From Southern Baptist church boy to Queen City queer chorus director, Gerald Gurss’ life has been a continuous journey of vibrancy, innovation, energy and passion. This fall, Gurss takes the helm of the city’s One Voice Chorus, an LGBT-affirming ensemble of men and women of all ages.

Gurss, 30, recently moved to Charlotte from Emporia, Kan., where he grew up and attended college at Emporia State University. He also attended graduate school at the University of Miami, where he served as the assistant conductor of the Miami University Men’s Glee Club. He also served as an assistant and chorister to keyboardist-composer Howard Helvey’s chancel choir.

But it was in his Midwest hometown where Gurss would be first introduced to the world of music and choral performance. Ironically, it was the Southern Baptist church that would serve as the institution enabling the birth of the blossoming gay choral director.

Gurss said he was in middle school, attending a Baptist church when he and three other friends got the idea to emulate a Christian acapella vocal group. “We actually found some success — if you can really call it that — and did some recording,” Gurss told Q-Notes.

“I was never really good at sports although I tried,” he said. “Growing up my dad was the coach on some of my teams. Even in tee-ball, I couldn’t even hit the ball. I knew then I didn’t have any ability for sports.”

Gurss said while his family wasn’t always overly religious, the anti-gay doctrines of some faith communities did have an affect on him.

“My mom and dad got divorced when I was one,” he said. “My dad never really went to church, but my mom became a hardcore Southern Baptist. In the summers, I’d go to church with her and if I didn’t neighbors dragged me there. They felt like since I was with a single mother I didn’t have any guidance, I guess.”

His coming out experience came later in life, while in college, when he met another guy and became attracted to him.

“At the time I was dating this Baptist preacher’s daughter,” Gurss said. “It was kind of a do or die thing. I started dating him. About six months after dating him I didn’t like hiding the fact I was living with him. The two most important people to tell about me being gay were my mom and dad. As long as they knew it didn’t matter about anybody else.”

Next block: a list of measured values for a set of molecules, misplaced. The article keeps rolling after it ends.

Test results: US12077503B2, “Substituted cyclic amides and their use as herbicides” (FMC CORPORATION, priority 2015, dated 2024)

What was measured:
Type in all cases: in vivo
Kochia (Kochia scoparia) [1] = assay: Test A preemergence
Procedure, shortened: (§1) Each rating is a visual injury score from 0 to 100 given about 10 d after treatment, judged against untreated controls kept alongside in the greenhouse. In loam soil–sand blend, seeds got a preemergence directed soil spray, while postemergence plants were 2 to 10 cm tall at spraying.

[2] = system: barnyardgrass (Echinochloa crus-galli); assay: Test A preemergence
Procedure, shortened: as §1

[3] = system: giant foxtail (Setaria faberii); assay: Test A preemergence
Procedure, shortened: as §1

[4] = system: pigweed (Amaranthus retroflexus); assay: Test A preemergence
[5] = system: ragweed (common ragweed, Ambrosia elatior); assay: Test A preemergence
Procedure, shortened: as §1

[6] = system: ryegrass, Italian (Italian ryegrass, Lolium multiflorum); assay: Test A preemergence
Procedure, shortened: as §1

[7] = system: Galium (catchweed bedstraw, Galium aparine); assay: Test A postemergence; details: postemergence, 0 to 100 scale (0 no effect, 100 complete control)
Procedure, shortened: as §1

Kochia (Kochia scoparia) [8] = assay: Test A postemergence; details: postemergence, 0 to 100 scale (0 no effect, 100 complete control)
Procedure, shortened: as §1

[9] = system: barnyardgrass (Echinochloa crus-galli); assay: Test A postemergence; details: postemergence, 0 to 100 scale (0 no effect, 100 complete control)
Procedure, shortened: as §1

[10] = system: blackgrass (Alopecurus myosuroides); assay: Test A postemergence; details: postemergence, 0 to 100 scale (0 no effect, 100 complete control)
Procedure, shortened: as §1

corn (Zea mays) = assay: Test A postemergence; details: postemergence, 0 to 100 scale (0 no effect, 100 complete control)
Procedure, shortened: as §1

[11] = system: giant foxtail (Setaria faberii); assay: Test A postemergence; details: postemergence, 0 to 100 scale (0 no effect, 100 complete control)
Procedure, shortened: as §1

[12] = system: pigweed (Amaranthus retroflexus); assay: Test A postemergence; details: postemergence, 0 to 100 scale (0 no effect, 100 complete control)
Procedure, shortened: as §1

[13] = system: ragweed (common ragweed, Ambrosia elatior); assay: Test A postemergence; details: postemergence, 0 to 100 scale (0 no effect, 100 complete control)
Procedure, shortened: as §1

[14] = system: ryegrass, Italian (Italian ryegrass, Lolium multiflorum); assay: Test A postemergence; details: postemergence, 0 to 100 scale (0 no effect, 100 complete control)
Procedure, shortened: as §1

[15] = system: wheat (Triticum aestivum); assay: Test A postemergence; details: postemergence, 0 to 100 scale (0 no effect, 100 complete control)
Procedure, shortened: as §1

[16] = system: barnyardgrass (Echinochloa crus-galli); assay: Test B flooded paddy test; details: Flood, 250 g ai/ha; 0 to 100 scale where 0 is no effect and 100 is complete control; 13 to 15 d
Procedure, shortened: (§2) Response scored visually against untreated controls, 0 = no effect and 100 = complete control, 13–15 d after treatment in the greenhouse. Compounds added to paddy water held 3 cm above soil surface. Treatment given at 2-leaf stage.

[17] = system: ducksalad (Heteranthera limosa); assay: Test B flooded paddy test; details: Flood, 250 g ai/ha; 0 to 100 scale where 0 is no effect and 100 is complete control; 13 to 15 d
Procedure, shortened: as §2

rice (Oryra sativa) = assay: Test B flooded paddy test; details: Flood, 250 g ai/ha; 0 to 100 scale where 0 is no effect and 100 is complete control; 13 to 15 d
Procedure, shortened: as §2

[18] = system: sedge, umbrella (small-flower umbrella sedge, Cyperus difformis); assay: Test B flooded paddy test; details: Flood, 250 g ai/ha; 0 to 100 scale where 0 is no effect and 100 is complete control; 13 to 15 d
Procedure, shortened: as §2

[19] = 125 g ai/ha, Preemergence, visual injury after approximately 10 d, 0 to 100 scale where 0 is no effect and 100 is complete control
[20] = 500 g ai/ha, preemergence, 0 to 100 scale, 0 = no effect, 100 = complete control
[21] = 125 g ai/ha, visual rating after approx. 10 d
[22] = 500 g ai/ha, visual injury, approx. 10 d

He told his father during a football game. “I kept encouraging him to have more beer. I told him then. He said, ‘I want you to know that I love you and God loves you.’”

His mother, Gurss said, was a little less receptive. “She was very much like, ‘It is a sin,’ but she’s come to accept it.”

Coming from a teaching job at a Catholic school, Gurss is finding his life in Charlotte is much different than that in Kansas.

“I taught two years, grades 4-12, at a Catholic school in an environment where I had to be extremely closeted,” he said. “I find that some of the people here are little bit wild. The aspects of what flavors whet their sexual palates seems to be a little spicier than where I’m from; they lean more toward the mild there.”

The young maestro hopes he can bring about good and meaningful growth to One Voice and that with change will come more opportunities to serve the community. One of his goals is to reach out to younger people in the LGBT community.

“There’s a lot of music out there that deals with losing lovers from AIDS…stories that are more focused on folks who have been in the community for longer. I’d like to bring in music to address a younger generation’s experiences — a generation that hasn’t dealt with the HIV/AIDS epidemic like others have.”

Gurss also said broadening the age range of the chorus can bring more perspective. “I value a lot of input and team work. I also think that bringing in a bit of younger members will bring balance to the choir. I think that every generation has specific bonds with people of their own generation. That’s why it is important to have a wide age range.”

He also said he’s excited about planning each year’s season and hopes to have multiple seasons planned years in advance. The most exciting, he said, will be the chorus’ 20 th anniversary during their 2009-2010 season.

“As an artist and as a person who wants to excel in my vocation, making something better is always the goal. You can’t let what you do become stagnant.”

Matt Comer previously served as editor from October 2007 through August 2015 and as a staff writer afterward in 2016.